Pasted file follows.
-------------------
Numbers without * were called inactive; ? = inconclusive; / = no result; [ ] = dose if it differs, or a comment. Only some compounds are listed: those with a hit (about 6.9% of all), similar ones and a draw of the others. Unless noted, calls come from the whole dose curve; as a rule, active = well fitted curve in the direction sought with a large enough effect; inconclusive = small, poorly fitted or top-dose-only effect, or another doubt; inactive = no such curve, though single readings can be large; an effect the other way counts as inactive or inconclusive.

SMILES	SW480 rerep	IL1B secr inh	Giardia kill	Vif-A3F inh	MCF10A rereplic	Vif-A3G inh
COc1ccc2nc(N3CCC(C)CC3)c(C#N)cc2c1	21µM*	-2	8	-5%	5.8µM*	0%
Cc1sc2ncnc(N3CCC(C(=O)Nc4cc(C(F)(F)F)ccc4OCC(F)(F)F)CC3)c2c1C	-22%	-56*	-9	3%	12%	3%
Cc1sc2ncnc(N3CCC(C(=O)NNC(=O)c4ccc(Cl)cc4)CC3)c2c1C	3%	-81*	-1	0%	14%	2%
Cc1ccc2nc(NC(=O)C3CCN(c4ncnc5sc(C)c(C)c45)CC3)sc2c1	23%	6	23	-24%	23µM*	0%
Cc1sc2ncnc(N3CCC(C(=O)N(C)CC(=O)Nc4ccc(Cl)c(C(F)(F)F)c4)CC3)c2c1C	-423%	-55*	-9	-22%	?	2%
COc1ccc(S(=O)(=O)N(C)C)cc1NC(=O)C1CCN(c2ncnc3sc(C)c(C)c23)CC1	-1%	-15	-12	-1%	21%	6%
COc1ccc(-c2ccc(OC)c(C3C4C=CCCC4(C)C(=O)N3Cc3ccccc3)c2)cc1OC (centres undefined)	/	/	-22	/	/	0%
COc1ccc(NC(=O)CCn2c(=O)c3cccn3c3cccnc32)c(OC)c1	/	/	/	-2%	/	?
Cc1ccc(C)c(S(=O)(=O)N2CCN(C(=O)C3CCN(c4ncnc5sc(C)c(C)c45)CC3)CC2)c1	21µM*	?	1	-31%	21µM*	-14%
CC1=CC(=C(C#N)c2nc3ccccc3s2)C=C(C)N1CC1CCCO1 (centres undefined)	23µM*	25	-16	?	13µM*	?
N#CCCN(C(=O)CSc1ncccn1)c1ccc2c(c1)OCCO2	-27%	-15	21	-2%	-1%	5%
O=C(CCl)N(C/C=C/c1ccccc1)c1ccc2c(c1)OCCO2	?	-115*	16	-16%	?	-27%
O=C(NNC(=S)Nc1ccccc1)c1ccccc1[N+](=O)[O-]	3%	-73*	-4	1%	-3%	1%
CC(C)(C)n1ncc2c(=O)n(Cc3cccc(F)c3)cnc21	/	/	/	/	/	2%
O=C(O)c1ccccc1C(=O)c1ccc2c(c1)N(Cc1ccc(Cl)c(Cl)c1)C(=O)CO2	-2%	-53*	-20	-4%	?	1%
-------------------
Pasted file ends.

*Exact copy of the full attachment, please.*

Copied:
Numbers without * were called inactive; ? = inconclusive; / = no result; [ ] = dose if it differs, or a comment. Only some compounds are listed: those with a hit (about 6.9% of all), similar ones and a draw of the others. Unless noted, calls come from the whole dose curve; as a rule, active = well fitted curve in the direction sought with a large enough effect; inconclusive = small, poorly fitted or top-dose-only effect, or another doubt; inactive = no such curve, though single readings can be large; an effect the other way counts as inactive or inconclusive.

SMILES	SW480 rerep	IL1B secr inh	Giardia kill	Vif-A3F inh	MCF10A rereplic	Vif-A3G inh
COc1ccc2nc(N3CCC(C)CC3)c(C#N)cc2c1	21µM*	-2	8	-5%	5.8µM*	0%
Cc1sc2ncnc(N3CCC(C(=O)Nc4cc(C(F)(F)F)ccc4OCC(F)(F)F)CC3)c2c1C	-22%	-56*	-9	3%	12%	3%
Cc1sc2ncnc(N3CCC(C(=O)NNC(=O)c4ccc(Cl)cc4)CC3)c2c1C	3%	-81*	-1	0%	14%	2%
Cc1ccc2nc(NC(=O)C3CCN(c4ncnc5sc(C)c(C)c45)CC3)sc2c1	23%	6	23	-24%	23µM*	0%
Cc1sc2ncnc(N3CCC(C(=O)N(C)CC(=O)Nc4ccc(Cl)c(C(F)(F)F)c4)CC3)c2c1C	-423%	-55*	-9	-22%	?	2%
COc1ccc(S(=O)(=O)N(C)C)cc1NC(=O)C1CCN(c2ncnc3sc(C)c(C)c23)CC1	-1%	-15	-12	-1%	21%	6%
COc1ccc(-c2ccc(OC)c(C3C4C=CCCC4(C)C(=O)N3Cc3ccccc3)c2)cc1OC (centres undefined)	/	/	-22	/	/	0%
COc1ccc(NC(=O)CCn2c(=O)c3cccn3c3cccnc32)c(OC)c1	/	/	/	-2%	/	?
Cc1ccc(C)c(S(=O)(=O)N2CCN(C(=O)C3CCN(c4ncnc5sc(C)c(C)c45)CC3)CC2)c1	21µM*	?	1	-31%	21µM*	-14%
CC1=CC(=C(C#N)c2nc3ccccc3s2)C=C(C)N1CC1CCCO1 (centres undefined)	23µM*	25	-16	?	13µM*	?
N#CCCN(C(=O)CSc1ncccn1)c1ccc2c(c1)OCCO2	-27%	-15	21	-2%	-1%	5%
O=C(CCl)N(C/C=C/c1ccccc1)c1ccc2c(c1)OCCO2	?	-115*	16	-16%	?	-27%
O=C(NNC(=S)Nc1ccccc1)c1ccccc1[N+](=O)[O-]	3%	-73*	-4	1%	-3%	1%
CC(C)(C)n1ncc2c(=O)n(Cc3cccc(F)c3)cnc21	/	/	/	/	/	2%
O=C(O)c1ccccc1C(=O)c1ccc2c(c1)N(Cc1ccc(Cl)c(Cl)c1)C(=O)CO2	-2%	-53*	-20	-4%	?	1%